All But Forgotten, NASCAR’s Mr. Boring Remains The Team To Beat In This Soap Opera

All But Forgotten, NASCAR’s Mr. Boring Remains The Team To Beat In This Soap Opera

It’s hard to believe a sport’s most successful athlete can go through a season all but forgotten. But it’s a feeling Jimmie Johnson knows all too well at this point. Heading into Dover this weekend, Johnson didn’t find himself buried amongst the NASCAR news as of late... he hasn’t even made it to the back pages. In fact, it had gotten to the point where the three-time defending series champ – let’s just pause for dramatic effect here -- wasn’t even in the top 5 biggest stories within Hendrick’s rapidly expanding umbrella. As the engines fired at Dover on Sunday, those could be listed as... Read More »

The Dangers Of Taking A Hendrick Dynasty To The Next Level

The Dangers Of Taking A Hendrick Dynasty To The Next Level

_Dynasty (n.): A group that maintains power for a significant period of time._ In America’s major sports, that word used to cause a sellout automatically -- just mention it and a certain team in the same sentence. The Yankees, Red Wings, Packers, and Celtics have given their stick ‘n’ ball brethren records that may never be broken, earning millions of fans by stomping their competition as if they _were_ fans disguised as professionals. Read More »

Roush’s, Ford’s Rough Start Peaks During Short Track Slump

Roush’s, Ford’s Rough Start Peaks During Short Track Slump

There were three big reasons for three of NASCAR’s “Big Four” owners to smile on Saturday night. Joe Gibbs was busy congratulating Kyle Busch in Victory Lane, his young prodigy scoring a season-leading third win while jumping to fifth in points. Behind him, Hendrick “B” team Stewart-Haas Racing had their owner/driver knocking on the door, putting together a runner-up finish that combined with teammate Ryan Newman’s second top 5 finish in a row. Combine that with Jeff Gordon retaking the point lead, and there was plenty to be happy about over in the Hendrick camp. Last but not least, Saturday night was Jeff Burton’s 2009 coming out party, as he clearly got his act together for owner Richard Childress – finishing third on a night where a midrace spin could have left him 25th. Clearly, it was a night in which NASCAR’s Chase-eligible owners from last season were able to prove how and why they made the playoffs their own personal playground. Of course, that came with one notable exception… Jack Roush. Read More »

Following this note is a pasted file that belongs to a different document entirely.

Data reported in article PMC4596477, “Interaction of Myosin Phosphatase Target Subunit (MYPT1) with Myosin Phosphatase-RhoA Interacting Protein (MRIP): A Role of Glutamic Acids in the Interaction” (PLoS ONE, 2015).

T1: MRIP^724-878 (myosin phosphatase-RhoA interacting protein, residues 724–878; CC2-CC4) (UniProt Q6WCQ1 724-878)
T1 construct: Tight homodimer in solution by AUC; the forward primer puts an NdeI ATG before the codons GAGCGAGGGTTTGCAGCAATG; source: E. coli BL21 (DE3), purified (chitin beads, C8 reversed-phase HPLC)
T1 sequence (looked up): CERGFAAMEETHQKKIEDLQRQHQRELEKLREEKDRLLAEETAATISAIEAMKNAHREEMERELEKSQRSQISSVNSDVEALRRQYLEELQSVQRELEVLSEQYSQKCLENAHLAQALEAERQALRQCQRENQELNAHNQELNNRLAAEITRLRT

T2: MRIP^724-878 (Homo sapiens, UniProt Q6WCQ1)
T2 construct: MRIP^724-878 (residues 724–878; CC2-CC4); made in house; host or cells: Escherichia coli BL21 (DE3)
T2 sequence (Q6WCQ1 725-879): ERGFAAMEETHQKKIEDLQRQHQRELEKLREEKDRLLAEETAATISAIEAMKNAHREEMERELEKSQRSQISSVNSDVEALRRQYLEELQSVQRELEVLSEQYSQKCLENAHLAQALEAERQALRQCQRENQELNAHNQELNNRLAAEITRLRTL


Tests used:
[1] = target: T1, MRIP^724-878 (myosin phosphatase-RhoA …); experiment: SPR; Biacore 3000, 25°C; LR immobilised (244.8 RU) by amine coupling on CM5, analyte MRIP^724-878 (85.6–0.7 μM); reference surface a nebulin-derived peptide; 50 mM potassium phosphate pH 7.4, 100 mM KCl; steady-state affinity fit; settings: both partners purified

Martin’s Rise Leaves Earnhardt Flat On His Face

Martin’s Rise Leaves Earnhardt Flat On His Face

This is a story about two men’s historic rise and fall from grace. As Mark Martin took the checkered flag Saturday night, the desert night lit up with thousands of smiling faces. Sentimentality was in the air again at Phoenix International Raceway, a mere two minutes after a 50-year-old won his first race since ‘05 and two years after Gordon tied the late, great Earnhardt name with his 76th career win. Read More »